Q: How can I most effectively reduce my carbon footprint?
A: Making changes to what you eat and how you travel can result in significant changes to your carbon footprint. Considering the impacts of the products that you buy could also be effective. Please see all of our Act pages for great ideas about how to reduce your carbon footprint.
Q: How do I know the impact of different actions that I take?
A: There are a lot of ways to measure the impacts of your actions. For example, you may find that you are taking out less garbage because you are buying products with less packaging, recycling more and composting. You can track how much gasoline you are buying. If you reduce the amount of gas that you buy by a gallon per week, you will reduce your carbon emissions by a about a 1,000 pounds per year. Review your water bills and electric bills over time and look at the trends. If you reduce your usage, you will save money and you’ll have a positive impact.
There are a lot of free online calculators that can help you estimate your carbon footprint. The UC Berkeley CoolClimate Network provides an example. Some calculators are associated with organizations that sell carbon offsets.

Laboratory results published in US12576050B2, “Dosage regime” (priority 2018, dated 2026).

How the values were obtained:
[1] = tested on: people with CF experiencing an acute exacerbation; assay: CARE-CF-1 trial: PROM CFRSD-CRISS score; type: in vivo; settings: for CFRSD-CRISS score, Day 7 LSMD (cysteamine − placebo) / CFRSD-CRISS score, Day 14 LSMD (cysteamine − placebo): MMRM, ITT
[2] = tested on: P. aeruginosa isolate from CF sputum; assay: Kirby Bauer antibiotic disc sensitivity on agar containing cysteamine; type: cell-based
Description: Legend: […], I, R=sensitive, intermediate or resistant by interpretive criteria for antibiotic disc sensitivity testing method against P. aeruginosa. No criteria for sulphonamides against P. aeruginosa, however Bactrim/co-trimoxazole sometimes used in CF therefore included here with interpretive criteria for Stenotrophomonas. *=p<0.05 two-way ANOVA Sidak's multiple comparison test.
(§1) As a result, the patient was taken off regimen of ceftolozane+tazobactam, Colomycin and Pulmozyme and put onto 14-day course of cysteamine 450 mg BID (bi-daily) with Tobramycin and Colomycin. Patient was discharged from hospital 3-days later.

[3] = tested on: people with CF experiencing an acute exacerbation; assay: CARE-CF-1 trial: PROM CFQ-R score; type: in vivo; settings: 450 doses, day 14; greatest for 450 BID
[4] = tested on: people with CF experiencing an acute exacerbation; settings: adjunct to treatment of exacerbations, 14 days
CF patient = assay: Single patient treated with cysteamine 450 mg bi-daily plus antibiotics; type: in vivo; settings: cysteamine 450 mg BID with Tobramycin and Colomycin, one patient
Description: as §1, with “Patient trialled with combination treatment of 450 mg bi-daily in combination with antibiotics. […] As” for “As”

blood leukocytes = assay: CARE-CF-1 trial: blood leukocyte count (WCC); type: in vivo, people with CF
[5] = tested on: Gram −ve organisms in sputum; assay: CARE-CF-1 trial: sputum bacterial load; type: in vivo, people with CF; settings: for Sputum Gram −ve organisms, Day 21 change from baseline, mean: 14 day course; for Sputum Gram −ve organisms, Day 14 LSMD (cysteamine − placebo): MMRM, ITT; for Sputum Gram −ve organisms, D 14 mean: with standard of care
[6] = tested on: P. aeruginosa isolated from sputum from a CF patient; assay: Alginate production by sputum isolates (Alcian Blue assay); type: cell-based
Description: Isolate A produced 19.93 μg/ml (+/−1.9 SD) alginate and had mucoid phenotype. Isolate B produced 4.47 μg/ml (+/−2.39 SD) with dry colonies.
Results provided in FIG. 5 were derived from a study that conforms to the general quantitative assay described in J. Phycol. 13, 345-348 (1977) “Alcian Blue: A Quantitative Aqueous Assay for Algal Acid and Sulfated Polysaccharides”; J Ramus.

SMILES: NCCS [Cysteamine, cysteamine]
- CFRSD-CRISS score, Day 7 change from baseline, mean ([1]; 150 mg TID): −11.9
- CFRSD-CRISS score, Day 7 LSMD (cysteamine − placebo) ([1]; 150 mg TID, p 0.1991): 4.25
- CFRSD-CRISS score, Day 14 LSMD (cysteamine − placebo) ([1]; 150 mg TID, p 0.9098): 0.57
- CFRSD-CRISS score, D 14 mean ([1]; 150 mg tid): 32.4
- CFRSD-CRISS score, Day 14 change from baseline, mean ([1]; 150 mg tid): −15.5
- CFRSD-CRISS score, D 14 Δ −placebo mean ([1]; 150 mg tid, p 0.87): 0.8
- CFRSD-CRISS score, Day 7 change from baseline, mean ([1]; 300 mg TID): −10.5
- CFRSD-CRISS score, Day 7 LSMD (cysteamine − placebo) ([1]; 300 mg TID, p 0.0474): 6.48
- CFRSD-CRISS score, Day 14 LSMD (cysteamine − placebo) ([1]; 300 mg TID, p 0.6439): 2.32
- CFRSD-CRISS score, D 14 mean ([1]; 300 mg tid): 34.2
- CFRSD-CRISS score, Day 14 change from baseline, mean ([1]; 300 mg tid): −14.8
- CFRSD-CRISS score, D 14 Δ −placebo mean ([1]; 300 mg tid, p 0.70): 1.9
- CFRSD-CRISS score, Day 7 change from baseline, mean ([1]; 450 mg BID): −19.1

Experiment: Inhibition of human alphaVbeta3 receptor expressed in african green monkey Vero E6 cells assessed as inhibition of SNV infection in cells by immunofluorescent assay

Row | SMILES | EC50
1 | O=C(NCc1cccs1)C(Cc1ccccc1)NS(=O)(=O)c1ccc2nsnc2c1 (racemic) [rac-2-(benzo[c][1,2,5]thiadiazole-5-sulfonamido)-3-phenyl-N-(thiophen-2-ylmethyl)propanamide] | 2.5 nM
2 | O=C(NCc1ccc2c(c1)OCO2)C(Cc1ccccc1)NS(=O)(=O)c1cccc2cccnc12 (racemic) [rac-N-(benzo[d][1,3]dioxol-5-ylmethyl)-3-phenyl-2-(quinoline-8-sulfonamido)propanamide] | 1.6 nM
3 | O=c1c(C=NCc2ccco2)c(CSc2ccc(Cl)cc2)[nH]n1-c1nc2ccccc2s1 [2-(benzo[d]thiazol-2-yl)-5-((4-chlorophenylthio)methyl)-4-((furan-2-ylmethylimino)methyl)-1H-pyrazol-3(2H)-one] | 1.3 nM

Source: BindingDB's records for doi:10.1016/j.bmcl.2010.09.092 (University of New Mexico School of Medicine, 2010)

Carbon footprint calculators:
Q: How do you start a conversation about sustainability?
A: Answer to be added.
Q: How important are my individual actions?
A: Answer to be added
Q: How does carbon dioxide emissions affect the ocean?
A: Carbon dioxide emissions cause the ocean to become warmer and more acidic. Warming, caused by heat trapped by carbon dioxide, impacts coral reefs and ocean currents. Carbon dioxide reacts with water to form carbonic acid. As the concentration of carbon dioxide in the atmosphere increases, the concentration of carbon dioxide and carbonic acid in the ocean increases, thereby making the ocean more acidic. Just like what happens in a home aquarium, if the pH gets out of balance, creatures start to die. Acidic conditions impact oysters, clams, corals, some plankton and other creatures. Impacts to these creatures could disrupt the ocean food web. This could be catastrophic to people who depend on the sea for food.